By Steve Elliott
A Missouri group of marijuana legalization advocates is spending about $40,000 to hire a consulting firm to poll state residents likely to vote in the 2014 election. Show-Me Cannabis Regulation says the results are expected to help the group decide how likely voters would be to pass a constitutional amendment for legalization.
"According to the conventional wisdom, a legalization campaign in an off-year election like 2014, in a conservative-leaning state like Missouri should be doomed to failure," said John Payne, executive director and treasurer of Show-Me Cannabis, reports Laurien Rose at The Missourian. "I think that conventional wisdom is wrong, but extraordinary claims require extraordinary evidence."
Depending on the results of the polling, conducted by Greenberg Quinlan Rosner Research, a legalization drive might be delayed until 2016's presidential election, when higher voter turnout is anticipated.
Payne said he hopes the polling will find close to 60 percent of voters support some form of marijuana legalization. He said with 60 percent, even if support decreases, the proposition could still pass, and Show-Me Cannabis would likely begin gathering signatures to qualify for a statewide vote.
By Steve Elliott
A state lawmaker has filed a bill that would legalize and tax marijuana in Missouri, which has some of the harshest pot laws in the nation.
Kelly told The Huffington Post that his experience as a circuit judge changed his position on legalization. "I saw a lot of marijuana cases," he said.
Each county would be allowed to have one retailer per 2,500 residents under the plan. That would give St. Louis County 400 marijuana stores, with 127 in the city of St. Louis itself.
The bill would allow adults to possess and transport a pound of cannabis, a pound of hashish and more than a half-gallon of hash oil.
The language of the measure was lifted from one of 13 petitions filed by Dan Viets, a Columbia-based attorney who serves as chairman of the legalization advocacy group Show-Me Cannabis. To qualify for the ballot, any of those 13 petitions would need almost 158,000 signatures by May 2014.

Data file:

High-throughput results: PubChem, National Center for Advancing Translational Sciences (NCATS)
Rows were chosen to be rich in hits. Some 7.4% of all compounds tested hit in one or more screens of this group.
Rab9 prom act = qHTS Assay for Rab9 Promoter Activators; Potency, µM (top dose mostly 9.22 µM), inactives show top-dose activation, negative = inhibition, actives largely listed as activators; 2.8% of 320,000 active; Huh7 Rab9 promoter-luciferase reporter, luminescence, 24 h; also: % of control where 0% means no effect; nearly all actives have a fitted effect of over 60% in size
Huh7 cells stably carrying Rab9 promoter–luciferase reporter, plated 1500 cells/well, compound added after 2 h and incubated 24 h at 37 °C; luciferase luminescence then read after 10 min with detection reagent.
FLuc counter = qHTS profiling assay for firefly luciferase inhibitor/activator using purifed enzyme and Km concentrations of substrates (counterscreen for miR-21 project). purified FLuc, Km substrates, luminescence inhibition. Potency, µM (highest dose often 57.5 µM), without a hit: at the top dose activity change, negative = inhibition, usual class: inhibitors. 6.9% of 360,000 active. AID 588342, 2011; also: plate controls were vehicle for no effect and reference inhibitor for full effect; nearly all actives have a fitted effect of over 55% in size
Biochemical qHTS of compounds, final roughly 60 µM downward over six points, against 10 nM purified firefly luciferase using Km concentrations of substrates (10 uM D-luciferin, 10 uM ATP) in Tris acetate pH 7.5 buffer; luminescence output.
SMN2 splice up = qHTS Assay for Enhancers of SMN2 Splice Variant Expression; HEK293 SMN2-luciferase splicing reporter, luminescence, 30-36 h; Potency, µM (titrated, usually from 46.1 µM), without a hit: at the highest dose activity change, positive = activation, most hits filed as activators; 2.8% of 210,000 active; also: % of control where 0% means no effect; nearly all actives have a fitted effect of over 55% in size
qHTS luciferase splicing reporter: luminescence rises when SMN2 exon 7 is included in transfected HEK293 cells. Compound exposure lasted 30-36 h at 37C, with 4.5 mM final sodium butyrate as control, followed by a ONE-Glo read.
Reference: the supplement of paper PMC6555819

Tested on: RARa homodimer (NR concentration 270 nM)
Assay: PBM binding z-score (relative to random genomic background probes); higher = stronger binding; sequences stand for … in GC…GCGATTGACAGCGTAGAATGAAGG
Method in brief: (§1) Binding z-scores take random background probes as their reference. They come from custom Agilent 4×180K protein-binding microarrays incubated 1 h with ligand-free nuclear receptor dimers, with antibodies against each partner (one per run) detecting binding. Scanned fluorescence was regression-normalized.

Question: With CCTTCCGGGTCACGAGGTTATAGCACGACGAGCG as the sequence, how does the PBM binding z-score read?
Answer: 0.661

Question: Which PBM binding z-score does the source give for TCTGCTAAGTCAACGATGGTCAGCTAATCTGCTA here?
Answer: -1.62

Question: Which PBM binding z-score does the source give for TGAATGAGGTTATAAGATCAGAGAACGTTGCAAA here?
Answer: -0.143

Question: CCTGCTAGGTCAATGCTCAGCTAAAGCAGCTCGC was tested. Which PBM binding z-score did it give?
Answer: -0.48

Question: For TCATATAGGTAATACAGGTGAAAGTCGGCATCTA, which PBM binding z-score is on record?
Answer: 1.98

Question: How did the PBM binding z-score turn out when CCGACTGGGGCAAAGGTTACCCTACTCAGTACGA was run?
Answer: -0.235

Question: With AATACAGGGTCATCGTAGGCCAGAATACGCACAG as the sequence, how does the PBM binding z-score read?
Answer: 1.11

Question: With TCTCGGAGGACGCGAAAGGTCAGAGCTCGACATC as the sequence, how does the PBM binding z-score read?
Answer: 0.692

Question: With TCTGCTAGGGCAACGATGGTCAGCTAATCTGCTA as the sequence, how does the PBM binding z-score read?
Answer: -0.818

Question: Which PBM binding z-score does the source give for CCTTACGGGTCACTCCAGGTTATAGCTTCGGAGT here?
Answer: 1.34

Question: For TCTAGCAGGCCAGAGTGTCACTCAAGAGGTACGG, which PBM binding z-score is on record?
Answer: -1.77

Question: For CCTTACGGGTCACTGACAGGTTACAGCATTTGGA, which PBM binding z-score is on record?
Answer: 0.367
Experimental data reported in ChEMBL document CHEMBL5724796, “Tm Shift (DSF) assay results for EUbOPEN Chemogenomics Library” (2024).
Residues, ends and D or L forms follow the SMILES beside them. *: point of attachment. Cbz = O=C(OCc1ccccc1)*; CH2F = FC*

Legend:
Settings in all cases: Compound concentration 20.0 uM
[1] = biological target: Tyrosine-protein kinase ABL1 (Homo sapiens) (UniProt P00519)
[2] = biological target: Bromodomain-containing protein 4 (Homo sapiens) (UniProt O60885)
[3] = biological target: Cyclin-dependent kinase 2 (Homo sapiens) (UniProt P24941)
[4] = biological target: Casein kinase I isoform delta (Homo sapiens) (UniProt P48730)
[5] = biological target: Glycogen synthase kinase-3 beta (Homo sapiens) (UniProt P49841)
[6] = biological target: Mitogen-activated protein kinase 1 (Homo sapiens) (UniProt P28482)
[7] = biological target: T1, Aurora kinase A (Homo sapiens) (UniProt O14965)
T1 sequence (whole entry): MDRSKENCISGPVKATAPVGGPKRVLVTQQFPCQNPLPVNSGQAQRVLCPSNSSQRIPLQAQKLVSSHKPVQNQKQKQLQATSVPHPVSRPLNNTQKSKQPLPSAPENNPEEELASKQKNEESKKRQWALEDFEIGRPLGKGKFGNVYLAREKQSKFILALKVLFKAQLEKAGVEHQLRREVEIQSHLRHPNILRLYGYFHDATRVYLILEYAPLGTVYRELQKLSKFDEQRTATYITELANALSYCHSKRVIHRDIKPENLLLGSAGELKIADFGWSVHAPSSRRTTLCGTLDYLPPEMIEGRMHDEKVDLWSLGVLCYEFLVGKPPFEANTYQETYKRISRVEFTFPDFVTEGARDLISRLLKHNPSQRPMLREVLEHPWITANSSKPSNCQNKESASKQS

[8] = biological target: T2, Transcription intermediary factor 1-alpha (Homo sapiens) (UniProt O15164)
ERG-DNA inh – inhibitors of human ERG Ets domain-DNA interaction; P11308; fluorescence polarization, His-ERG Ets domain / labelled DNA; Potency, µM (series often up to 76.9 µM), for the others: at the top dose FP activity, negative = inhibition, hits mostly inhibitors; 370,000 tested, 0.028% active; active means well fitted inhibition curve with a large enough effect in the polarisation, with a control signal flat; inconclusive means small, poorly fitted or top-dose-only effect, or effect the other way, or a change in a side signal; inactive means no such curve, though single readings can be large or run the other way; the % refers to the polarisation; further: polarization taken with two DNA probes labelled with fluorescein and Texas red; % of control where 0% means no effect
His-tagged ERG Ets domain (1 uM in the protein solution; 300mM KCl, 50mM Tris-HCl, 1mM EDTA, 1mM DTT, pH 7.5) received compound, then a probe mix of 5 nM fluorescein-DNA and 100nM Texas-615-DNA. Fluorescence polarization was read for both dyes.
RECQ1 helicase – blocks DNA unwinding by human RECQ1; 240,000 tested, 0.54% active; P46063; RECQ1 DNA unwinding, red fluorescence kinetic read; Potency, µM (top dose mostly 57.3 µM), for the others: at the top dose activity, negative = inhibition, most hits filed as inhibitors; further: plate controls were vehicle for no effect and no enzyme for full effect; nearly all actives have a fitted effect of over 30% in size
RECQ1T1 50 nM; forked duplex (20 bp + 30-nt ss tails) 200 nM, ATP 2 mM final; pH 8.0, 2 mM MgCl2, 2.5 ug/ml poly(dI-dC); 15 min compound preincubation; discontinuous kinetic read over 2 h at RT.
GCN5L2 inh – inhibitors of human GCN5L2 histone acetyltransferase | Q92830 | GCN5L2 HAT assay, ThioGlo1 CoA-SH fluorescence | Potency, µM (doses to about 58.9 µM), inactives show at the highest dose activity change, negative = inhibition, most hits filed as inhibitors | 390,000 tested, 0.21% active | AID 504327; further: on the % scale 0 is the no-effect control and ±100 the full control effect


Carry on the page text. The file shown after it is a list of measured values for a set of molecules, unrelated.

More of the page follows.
By Steve Elliott
Supporters of marijuana legalization petitions on Wednesday were cleared by Missouri Secretary of State Jason Kander to start gathering signatures to qualify for the ballot.
Kander announced the approval of 13 initiative petitions regarding the use, sale and distribution of cannabis, reports Marie French at the St. Louis Post-Dispatch. All of the proposals were filed by Columbia-based attorney Dan Viets, who is chairman of Show-Me Cannabis, a group advocatikng for marijuana legalization and regulation.
"Good people are being treated like criminals," Viets said. "It's the stupidest possible arrangement. We squander millions to enforce an unenforceable law and don't see a penny from the people who are making money selling marijuana."
Viets said that Show-Me Cannabis will now conduct polling to decide which of the 13 initiative petitions to push. A majority of Missourians favor marijuana legalization, according to previous polls, Viets said.
"We're proposing to tax and regulate marijuana like alcohol," he said. "If the polling is not promising we might not even put it on the ballot."
Among the differences between the various petitions are the number of cannabis plants adults would be allowed to grow for personal use, and whether expunging marijuana-related crimes from a person's criminal record is included in legalization.
By Steve Elliott
A Missouri Drug Task Force cop who debated marijuana legalization advocates from the group Show-Me Cannabis at a town hall meeting apparently got butt-hurt during the debate because some people disagreed with his point of view.
When he got safely home at his computer and away from "those people," he posted a rant on Facebook in which he "basically call[ed] the legalization advocates a bunch of stupid potheads," reports Ray Downs at the St. Louis Riverfront Times.
Seemingly upset that these folks dared to hold an opinion different than his when it comes to cannabis, the petulant policeman, Sgt. Kevin Glaser of the SEMO Drug Task Force -- who evidently is having some real difficulty adjusting to the realities of modern America -- got home and really gave those weed-suckers a piece of his mind.
"It was held at the Cape Girardeau Library," Sgt. Glaser posted. "This was a good location because it afforded many in the group an opportunity to actually visit a library, probably for the first time in their life." But wait, he really got going, after that.
"My views and opinions were not well received and they appeared to have very closed minds towards what i had to say," Sgt. Glaser posted (you'll have to imagine him sniffling to himself indignantly as he furiously typed). "Many impressed me as having no minds at all. Or at least very slow functioning minds."